The following are musical notes in “increasing order”:
The difference between consecutive notes is a semitone, and the sequence wraps around so the note that is one semitone above $G\sharp $ is $A$. The difference between a tone is the same as two semitones. So the note that is one tone above $B$ is $C\sharp $. The note that is one tone above $G$ is $A$.
We do not worry about flats such as $C\flat $ nor do we worry about adding a $\sharp $ sign to $B$ and $E$ in this problem (they are aliases for notes that are already listed).
A major scale is defined by a note (such as $A$ or $C\sharp $) and all other notes following that one in an arithmetic progression:
The starting note appears in the name of the scale.
For example, the scale $A\sharp $-major consists of the following notes:
(by convention, the first note is repeated at the end of the sequence).
Note that $A\sharp $-major is typically not considered a standard musical scale. It is identical in sound to $B\flat $, and proper notation of $A\sharp $-major would require the use of double-sharps. We ignore such issues in this problem and just use the $12$ notes given at the top of this problem.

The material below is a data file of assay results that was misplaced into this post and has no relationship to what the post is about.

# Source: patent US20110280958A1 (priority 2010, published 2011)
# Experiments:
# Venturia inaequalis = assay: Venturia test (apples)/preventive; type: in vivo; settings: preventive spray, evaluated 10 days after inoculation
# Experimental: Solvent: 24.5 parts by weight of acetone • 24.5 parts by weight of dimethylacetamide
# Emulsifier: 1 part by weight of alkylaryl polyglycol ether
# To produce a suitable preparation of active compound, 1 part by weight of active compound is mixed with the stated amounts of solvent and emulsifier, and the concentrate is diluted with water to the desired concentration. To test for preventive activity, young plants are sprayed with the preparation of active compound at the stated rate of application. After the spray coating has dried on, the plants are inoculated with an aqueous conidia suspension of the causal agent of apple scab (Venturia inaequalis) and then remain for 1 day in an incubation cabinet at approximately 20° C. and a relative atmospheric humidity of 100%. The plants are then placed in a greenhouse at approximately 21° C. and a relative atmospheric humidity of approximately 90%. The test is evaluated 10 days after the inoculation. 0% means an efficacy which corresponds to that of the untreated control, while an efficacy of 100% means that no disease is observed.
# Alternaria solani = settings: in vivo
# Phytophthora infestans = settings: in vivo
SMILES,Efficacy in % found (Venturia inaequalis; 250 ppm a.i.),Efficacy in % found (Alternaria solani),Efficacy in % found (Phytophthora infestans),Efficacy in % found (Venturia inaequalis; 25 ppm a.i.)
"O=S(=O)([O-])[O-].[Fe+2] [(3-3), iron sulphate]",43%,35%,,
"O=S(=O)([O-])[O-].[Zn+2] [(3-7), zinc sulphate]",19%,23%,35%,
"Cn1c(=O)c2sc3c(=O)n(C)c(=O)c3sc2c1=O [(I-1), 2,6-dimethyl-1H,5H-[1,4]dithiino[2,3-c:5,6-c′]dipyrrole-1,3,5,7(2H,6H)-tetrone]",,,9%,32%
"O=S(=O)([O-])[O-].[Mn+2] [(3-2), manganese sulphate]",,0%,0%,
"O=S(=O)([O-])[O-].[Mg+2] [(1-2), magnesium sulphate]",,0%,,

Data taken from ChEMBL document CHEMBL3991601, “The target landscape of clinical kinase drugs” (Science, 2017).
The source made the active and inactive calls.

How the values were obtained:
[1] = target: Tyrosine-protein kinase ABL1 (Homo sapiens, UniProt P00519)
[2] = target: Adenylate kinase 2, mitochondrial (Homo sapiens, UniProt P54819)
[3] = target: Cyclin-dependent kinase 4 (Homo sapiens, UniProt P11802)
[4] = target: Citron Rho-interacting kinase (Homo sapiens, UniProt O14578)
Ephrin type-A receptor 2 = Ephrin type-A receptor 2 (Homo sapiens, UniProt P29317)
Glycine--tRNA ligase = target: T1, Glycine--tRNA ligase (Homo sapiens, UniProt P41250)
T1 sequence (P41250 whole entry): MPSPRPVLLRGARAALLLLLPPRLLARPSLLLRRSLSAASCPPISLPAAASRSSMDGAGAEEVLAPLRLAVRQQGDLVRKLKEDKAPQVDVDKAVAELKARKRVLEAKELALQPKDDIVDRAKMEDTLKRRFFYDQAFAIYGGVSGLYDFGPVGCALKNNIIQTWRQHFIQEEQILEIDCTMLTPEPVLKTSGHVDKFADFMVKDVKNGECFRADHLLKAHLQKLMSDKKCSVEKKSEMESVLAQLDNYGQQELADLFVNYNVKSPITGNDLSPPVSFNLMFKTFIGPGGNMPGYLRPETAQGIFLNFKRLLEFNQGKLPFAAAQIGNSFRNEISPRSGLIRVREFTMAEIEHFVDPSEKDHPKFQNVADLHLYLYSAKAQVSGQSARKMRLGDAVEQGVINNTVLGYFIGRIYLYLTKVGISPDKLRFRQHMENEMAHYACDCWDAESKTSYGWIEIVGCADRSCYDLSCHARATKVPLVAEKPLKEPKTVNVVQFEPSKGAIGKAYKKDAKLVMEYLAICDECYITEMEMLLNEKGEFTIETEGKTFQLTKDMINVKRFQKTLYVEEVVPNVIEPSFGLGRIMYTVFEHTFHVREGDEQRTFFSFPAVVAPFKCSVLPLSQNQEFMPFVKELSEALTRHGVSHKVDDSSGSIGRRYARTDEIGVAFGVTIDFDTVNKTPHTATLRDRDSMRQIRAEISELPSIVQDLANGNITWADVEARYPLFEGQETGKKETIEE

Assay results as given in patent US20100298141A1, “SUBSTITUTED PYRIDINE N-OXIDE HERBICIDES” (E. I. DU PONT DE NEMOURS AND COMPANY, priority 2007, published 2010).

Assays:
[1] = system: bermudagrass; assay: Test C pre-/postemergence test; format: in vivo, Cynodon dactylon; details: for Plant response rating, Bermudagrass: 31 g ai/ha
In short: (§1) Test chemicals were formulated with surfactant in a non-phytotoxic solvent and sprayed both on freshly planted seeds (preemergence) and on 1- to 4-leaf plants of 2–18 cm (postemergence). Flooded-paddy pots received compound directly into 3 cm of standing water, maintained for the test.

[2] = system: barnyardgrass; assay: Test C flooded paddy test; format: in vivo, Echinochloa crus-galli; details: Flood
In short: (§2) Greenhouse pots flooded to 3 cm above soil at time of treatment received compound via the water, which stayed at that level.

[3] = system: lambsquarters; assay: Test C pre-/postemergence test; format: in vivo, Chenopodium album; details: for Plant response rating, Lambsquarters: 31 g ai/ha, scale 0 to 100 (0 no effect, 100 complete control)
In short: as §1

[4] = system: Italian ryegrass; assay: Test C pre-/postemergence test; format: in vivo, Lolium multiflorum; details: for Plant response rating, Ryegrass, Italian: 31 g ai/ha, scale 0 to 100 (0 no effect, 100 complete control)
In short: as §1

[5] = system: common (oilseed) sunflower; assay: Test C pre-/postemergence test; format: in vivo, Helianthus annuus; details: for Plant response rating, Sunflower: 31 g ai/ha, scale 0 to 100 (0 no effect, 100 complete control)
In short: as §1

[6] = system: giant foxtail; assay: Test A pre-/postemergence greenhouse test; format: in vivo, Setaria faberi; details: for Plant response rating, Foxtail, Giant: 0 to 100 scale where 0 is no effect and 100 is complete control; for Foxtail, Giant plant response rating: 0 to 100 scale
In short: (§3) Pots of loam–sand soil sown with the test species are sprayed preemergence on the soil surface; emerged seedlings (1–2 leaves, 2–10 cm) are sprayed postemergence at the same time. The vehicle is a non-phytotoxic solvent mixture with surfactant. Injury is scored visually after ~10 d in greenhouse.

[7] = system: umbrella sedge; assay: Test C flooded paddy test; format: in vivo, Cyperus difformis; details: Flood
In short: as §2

Finally, in this problem a song is just a sequence of notes. Your job is to identify all major scales such that the song uses only notes in that scale.
The first line of input is an integer $1\leq n \leq 100$ denoting the number of notes played in a song. The second line consists of a sequence of notes, separated by spaces.
Output consists of a single line that lists all scales the song may be played in. Consecutive scales should be separated by a single space and the scales must appear in lexicographic order. If the song may not fit in any one of these scales, simply output a line containing the text none.
|Sample Input 1||Sample Output 1|
10 C D F D C D F F F C
A# C D# F
|Sample Input 2||Sample Output 2|
6 A B A F# G# C